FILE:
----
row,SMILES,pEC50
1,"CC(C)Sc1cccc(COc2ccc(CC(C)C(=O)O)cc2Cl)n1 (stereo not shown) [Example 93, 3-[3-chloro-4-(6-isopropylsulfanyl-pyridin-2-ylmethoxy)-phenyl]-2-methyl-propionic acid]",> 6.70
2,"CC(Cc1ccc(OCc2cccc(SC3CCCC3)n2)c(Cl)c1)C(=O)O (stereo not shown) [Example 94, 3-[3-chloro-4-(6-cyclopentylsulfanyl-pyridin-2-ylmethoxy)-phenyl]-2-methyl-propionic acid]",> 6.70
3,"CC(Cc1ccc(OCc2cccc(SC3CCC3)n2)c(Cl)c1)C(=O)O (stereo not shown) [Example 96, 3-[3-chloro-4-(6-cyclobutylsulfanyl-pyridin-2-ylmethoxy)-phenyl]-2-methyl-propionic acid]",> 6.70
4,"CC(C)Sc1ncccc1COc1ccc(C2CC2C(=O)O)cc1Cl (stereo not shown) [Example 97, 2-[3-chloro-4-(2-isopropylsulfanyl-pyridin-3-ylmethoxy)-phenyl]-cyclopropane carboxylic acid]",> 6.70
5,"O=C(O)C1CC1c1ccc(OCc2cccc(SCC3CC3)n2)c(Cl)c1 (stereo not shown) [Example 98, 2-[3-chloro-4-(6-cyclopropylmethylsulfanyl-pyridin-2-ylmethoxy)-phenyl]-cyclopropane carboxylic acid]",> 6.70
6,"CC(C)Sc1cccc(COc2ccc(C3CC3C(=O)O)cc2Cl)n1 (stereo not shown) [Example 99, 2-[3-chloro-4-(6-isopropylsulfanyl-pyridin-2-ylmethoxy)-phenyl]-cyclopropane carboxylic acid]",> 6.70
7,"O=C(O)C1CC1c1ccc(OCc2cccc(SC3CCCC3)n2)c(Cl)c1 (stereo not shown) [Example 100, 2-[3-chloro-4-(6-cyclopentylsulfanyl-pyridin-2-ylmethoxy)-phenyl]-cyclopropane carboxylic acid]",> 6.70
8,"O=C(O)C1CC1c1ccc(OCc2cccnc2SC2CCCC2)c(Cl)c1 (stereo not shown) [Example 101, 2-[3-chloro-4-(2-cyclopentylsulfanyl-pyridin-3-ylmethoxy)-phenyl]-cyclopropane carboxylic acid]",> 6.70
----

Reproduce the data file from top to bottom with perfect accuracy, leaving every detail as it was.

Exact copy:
row,SMILES,pEC50
1,"CC(C)Sc1cccc(COc2ccc(CC(C)C(=O)O)cc2Cl)n1 (stereo not shown) [Example 93, 3-[3-chloro-4-(6-isopropylsulfanyl-pyridin-2-ylmethoxy)-phenyl]-2-methyl-propionic acid]",> 6.70
2,"CC(Cc1ccc(OCc2cccc(SC3CCCC3)n2)c(Cl)c1)C(=O)O (stereo not shown) [Example 94, 3-[3-chloro-4-(6-cyclopentylsulfanyl-pyridin-2-ylmethoxy)-phenyl]-2-methyl-propionic acid]",> 6.70
3,"CC(Cc1ccc(OCc2cccc(SC3CCC3)n2)c(Cl)c1)C(=O)O (stereo not shown) [Example 96, 3-[3-chloro-4-(6-cyclobutylsulfanyl-pyridin-2-ylmethoxy)-phenyl]-2-methyl-propionic acid]",> 6.70
4,"CC(C)Sc1ncccc1COc1ccc(C2CC2C(=O)O)cc1Cl (stereo not shown) [Example 97, 2-[3-chloro-4-(2-isopropylsulfanyl-pyridin-3-ylmethoxy)-phenyl]-cyclopropane carboxylic acid]",> 6.70
5,"O=C(O)C1CC1c1ccc(OCc2cccc(SCC3CC3)n2)c(Cl)c1 (stereo not shown) [Example 98, 2-[3-chloro-4-(6-cyclopropylmethylsulfanyl-pyridin-2-ylmethoxy)-phenyl]-cyclopropane carboxylic acid]",> 6.70
6,"CC(C)Sc1cccc(COc2ccc(C3CC3C(=O)O)cc2Cl)n1 (stereo not shown) [Example 99, 2-[3-chloro-4-(6-isopropylsulfanyl-pyridin-2-ylmethoxy)-phenyl]-cyclopropane carboxylic acid]",> 6.70
7,"O=C(O)C1CC1c1ccc(OCc2cccc(SC3CCCC3)n2)c(Cl)c1 (stereo not shown) [Example 100, 2-[3-chloro-4-(6-cyclopentylsulfanyl-pyridin-2-ylmethoxy)-phenyl]-cyclopropane carboxylic acid]",> 6.70
8,"O=C(O)C1CC1c1ccc(OCc2cccnc2SC2CCCC2)c(Cl)c1 (stereo not shown) [Example 101, 2-[3-chloro-4-(2-cyclopentylsulfanyl-pyridin-3-ylmethoxy)-phenyl]-cyclopropane carboxylic acid]",> 6.70